The session revolved around six presentations and interactive discussions, covering topics such as stakeholder engagement and how integrated and sustainable approaches to development might best be realised, with a key focus on multi-use and co-location. Prompted by the presentation on MSP perspectives on multi-use aquaculture concepts by Bela Buck, working with the Alfred Wagner Institute, the participants discussed how multi-use in the open seas is not yet a reality in Europe, and that measures must be taken soon to ensure adequate competitiveness with other global regions.
It was brought forward that 40% of projects are in fact not new ideas, but ones that have been tested ten years ago in different EU sea basins. A plea was made for more international cooperation, also especially considering the high costs of working offshore. A European cooperation on the setup of a test platform for multi-use should be promoted by EU institutions. Roberto Pastres, working with the University of Venice, presented a multi-criteria methodology for site selection in aquaculture and underlined that experiences from one sea basin can be extremely relevant for other sea basins. He presented an example from the Italian region of Emilia-Romagna, where mussel farms were developed that contributed to remediation of the marine environment and to which the local authorities responded very positively. The lessons learned from this experience could prove very useful for other sea basins, such as the Baltic Sea. Decisions on the location, size and ‘density’ of aquaculture or mussel farms should always consider both the ecological as well as the economic carrying capacity. It was suggested to motivate all EU Member States to use the WMS format in the interest of harmonising data, so that national planning processes can be aligned internationally. National and sectoral maps should then be combined, including the trade-offs between sectors such as fisheries and aquaculture. Finding and allocating suitable maritime space for sectors is an evolving exercise and not a one-off element in a planning process. The competition with other global regions is strong and joint efforts should be made regarding branding, certification, labelling and marketing. Such efforts will also make the aquaculture sector more sustainable.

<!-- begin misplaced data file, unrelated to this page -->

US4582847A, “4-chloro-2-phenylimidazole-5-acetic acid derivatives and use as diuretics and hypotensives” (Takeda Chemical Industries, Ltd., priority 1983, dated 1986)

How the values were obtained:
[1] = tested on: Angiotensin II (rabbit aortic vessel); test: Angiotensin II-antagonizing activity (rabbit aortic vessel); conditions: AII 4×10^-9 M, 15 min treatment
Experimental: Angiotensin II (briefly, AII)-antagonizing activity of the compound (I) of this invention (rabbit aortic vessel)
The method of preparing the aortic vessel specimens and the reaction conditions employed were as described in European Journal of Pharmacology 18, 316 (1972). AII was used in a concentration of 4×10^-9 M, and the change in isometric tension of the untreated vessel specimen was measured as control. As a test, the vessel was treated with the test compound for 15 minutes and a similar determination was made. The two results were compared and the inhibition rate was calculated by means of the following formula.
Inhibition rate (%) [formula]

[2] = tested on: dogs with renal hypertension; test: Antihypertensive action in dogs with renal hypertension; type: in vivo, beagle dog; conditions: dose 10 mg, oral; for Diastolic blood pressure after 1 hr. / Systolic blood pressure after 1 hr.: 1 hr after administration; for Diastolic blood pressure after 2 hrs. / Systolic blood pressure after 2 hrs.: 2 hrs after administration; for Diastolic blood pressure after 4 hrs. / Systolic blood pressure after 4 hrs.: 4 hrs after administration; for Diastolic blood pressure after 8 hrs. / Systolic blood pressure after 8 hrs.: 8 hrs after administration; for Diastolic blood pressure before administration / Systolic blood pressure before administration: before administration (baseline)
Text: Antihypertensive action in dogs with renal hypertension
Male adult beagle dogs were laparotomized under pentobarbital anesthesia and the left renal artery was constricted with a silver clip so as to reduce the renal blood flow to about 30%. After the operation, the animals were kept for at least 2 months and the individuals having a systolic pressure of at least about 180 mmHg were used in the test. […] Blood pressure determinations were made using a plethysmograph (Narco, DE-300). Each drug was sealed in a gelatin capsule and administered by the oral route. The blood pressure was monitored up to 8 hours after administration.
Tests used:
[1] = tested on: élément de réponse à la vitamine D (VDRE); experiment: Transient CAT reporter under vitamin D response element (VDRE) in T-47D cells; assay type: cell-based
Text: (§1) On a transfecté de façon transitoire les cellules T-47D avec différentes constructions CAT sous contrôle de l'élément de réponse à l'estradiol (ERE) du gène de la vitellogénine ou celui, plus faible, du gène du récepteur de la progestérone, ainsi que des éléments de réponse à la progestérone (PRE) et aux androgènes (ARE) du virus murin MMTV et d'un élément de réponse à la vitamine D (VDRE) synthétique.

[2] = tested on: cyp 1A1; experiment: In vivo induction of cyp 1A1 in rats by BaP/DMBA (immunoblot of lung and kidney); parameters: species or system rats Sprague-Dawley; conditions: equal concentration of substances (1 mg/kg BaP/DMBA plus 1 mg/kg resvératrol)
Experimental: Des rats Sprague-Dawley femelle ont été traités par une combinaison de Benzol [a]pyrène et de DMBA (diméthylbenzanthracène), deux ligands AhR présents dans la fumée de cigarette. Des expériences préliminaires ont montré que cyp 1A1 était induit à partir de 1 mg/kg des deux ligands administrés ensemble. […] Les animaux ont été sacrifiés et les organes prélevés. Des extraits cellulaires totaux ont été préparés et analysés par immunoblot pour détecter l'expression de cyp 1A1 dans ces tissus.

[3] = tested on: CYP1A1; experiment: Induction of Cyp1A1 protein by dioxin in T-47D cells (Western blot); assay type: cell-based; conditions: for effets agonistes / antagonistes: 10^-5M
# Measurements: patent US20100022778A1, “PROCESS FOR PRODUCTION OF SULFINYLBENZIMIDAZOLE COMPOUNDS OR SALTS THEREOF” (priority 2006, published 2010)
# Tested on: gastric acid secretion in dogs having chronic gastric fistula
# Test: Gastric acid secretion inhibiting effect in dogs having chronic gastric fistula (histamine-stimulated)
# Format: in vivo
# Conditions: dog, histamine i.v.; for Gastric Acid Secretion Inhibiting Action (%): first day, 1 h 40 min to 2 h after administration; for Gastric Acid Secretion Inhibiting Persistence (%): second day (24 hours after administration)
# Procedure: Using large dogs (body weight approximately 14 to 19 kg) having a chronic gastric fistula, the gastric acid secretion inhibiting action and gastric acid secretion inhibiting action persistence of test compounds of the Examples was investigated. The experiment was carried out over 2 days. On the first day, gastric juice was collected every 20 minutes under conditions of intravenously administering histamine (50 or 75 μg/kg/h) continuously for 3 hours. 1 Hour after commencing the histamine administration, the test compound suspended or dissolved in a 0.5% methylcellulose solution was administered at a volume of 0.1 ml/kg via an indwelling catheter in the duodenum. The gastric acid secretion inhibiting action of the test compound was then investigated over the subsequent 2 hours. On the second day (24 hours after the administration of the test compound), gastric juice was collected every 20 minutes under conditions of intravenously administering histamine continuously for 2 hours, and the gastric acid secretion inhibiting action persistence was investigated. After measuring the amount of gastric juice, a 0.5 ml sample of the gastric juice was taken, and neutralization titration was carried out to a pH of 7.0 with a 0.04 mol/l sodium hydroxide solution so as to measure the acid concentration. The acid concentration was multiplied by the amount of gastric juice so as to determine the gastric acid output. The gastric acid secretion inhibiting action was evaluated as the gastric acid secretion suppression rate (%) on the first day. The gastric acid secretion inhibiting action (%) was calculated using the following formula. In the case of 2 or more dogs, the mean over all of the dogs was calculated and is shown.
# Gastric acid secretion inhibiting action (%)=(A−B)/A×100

Underwater Cultural Heritage
UCH is often seen as the ‘forgotten sector’, but Susanne Altvater, working for the EU MSP Platform, presented how the protection of UCH could actually prove beneficial for other maritime activities. One example came from the offshore renewable energy industry in the Netherlands, where public acceptance for planned nearshore wind parks was very low initially, and where the inclusion of UCH protection in the proposals really influenced the perception of civil society towards the planned developments. There are many uncertainties for the sector, including the actual locations of UCH sites, their size and their numbers and this is a common feature in all EU sea basins so there is a great need for European cooperation.
What is planning, and to whom?
Carl Dahlberg, working with Tillväxt Norra Bohuslän, the cooperation arena for three Swedish municipalities in the northern part of the Swedish west coast, emphasized that people often think that they know comprehensive planning, but that it is very important to invite input from people with adequate knowledge about specific issues. Marine planners have to be able to answer the question what might change through MSP in the region, and have to ensure that the right people are attending the plan development process and that they develop a sense of ownership of the process. This can be done by providing them with the right incentives, such as the notion that maritime spatial planning serves to speed up certain sectoral permitting processes. Robert Aps, working with the University of Tartu in Finland, presented the BalticLINes project and emphasized that if you want to engage stakeholders, it is important to present them with documents that are relevant and interesting to them specifically.
How to promote multi-use and co-location in the European sea basins
Riku Varjopuro, working with the Finnish Environment Institute, presented the Plan4Blue project and asked participants what the incentives are for planning for multi-use and co-location. One of the ways to promote the uptake of multi-use and to make it more feasible, is to change legislation and planning requirements, so that for instance an incentive is provided for developers to include multi-use in their proposals. Eventually, and probably not too far in the future, European sea basins will come to a situation where there will be an undeniable need for multi-use, as maritime space is being planned for and utilised more and more. Multi-use should create additional economic benefit, this is what will make it truly attractive for investors and developers. It was also suggested during the discussions that multi-use should move from the national processes to the European scale. In addition, a lot can be learned from our terrestrial friends, where multi-use is common and the environmental impacts of developments are well-researched.